reservists, a memorandum of agreement iMQfi) was drafted atvi 
circulated through AFIS/RE. The agreement was necessary because 
AFR 35-41, Volume II, "Reserve Personnel Policies and Procedures, 
Reserve Training," did not delineate the specific responsibilities 
of the single manager of category 3 reservists, thus no document 
existed which dafined the role of APIS/HE in re'.ation to the 
function of ARPC. In December, the directorate sent the draft HOA 
to ARPC/XP for review and comment. In 1935, the KOrt was expected 
to be finalized and signet! by the ARPC and AFIS commanders. 39 

Intelligence Support Projects » 

AH The Readiness Branch*s OTS Projects Section monitored 
over 487 locally and remotely tasked OTS intelligence projects in 
support of 30 major commands, special operating agencies, the Air 
National Guard, the Navy, and joint commands. Through the 
projects, the reservists received proficiency training and the 
active force and reserve force users received intelligence 
support. Some of the projects were the followina: Nicaragua 
Country Brief, OTS 1, McGuire AFB, for 21st Air Force; Advanced X- 
Ray Astorpnysics Studies, OTS 5, Lowry AFS, for Foreign Technology 
Division; Weapon System Reference Aids, OTS 5, WcChord AFS, for 
62d Military Airlift Wing; Soviet teleprocessing analysis, OTS 7, 
HacOill AFS, for Foreign Technology Division; Brazilian Nuclear 
Development, DTS E, G-lenview HAS, for Defense Intelligence Agency; 

■h The 8£ directorate managed the DTS projects through the 
training weekend reports submitted by each DTS. The report data 
inciuded project numbers, descriptions, tasking organizations, 
estimated completion dates, and time reservists devoted to them. 
The data was compared with previously submitted data and was 
analyzed in terms of viability of training value and on-going 
status. Area directors and directorate staff also managed the 
projects through staff assistance visits. Users assessed projects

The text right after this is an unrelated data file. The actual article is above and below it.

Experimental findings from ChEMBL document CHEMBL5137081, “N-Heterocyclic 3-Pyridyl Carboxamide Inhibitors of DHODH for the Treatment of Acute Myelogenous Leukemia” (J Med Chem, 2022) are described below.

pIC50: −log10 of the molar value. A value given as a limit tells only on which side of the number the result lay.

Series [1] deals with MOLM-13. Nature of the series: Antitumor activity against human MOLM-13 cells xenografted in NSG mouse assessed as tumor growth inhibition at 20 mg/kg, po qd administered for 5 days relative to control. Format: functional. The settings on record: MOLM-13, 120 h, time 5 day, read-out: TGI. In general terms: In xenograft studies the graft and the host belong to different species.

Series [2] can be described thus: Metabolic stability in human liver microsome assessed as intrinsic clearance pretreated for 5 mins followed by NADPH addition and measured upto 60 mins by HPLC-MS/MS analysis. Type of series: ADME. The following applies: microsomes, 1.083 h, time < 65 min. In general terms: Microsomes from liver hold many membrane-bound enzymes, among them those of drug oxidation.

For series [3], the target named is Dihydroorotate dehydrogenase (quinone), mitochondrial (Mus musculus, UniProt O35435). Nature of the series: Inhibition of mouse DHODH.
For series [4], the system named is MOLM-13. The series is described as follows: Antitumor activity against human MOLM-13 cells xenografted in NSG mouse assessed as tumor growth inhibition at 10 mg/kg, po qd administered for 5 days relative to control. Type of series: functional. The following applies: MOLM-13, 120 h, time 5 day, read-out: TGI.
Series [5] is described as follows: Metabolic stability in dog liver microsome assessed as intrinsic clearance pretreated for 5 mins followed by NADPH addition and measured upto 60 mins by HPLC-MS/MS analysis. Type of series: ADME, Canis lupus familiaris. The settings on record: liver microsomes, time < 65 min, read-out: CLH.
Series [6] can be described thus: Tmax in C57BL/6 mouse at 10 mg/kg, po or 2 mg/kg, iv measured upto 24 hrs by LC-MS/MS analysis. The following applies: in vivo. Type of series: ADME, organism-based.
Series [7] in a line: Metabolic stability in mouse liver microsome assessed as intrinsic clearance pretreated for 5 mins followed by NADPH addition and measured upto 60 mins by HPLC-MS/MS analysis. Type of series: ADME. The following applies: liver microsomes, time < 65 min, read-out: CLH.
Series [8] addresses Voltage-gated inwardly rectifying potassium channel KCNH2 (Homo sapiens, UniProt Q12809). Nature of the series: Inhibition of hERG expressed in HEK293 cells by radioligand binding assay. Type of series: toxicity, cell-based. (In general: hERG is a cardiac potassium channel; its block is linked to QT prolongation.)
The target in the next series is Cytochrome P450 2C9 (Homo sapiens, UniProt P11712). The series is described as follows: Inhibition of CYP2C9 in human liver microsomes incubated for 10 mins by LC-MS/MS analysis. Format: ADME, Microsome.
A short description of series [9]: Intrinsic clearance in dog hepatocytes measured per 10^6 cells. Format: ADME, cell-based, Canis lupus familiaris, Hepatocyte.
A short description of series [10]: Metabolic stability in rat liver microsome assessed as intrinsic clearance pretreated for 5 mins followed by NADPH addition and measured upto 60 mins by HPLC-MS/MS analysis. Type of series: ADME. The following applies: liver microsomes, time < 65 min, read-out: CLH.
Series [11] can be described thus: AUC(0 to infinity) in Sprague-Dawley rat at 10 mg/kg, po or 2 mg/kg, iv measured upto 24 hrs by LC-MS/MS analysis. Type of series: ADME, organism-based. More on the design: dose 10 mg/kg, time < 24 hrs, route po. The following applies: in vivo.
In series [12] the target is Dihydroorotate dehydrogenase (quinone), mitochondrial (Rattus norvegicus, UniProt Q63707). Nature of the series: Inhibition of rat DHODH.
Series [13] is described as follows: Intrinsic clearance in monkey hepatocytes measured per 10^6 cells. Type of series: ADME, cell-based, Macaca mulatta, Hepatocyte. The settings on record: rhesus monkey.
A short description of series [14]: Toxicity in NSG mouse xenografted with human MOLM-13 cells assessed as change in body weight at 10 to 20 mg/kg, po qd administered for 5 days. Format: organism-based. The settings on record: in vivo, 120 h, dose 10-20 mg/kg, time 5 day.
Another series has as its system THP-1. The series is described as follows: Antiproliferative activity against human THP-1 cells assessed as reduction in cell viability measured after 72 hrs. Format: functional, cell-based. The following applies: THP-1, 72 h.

by submitting evaluation reports." 1 


tijk Two joint and three area director - OTS commanders 
workshops were held during the year. These workshops, chaired by 
the respective area directors, provided a forum for DTS commanders 
to review areas of management, operations, and personnel with an 
objective to further refine and improve the existing Air Force 
Intelligence Reserve Program. The conimander and staff of the R£ 
directorate, the mobilization assistant to the ACS/I, and the 
reserve forces advisor to the ACS/I attended .these workshops. In 
conjunction with the Enlisted Promotions Selection Board, an Area 
Enlisted Advisors (AEA) Workshop was held on 7 August 1984 at Fort 

theast/Central OTS Commanders Workshop, 23-25 March 1934 at 
ill AFB, Florida, were the following: 43 

ISSUE: Selective Retention Boards » 

COMMENT: "We all understood the current necessity for 

selective screening for retention. Most agreed to retaining 

the unit vacancy option as an incentive for our people, we 

discussed what we as managers can/should do to retain our 

good people." 

ACTION: "AFIS/RE requested to provide immediate feedback to 

the area staffs on results of board actions." 

ISSUE: Continuation of Travel Problems 

COMMENT: "The field coitrnanders were asked to document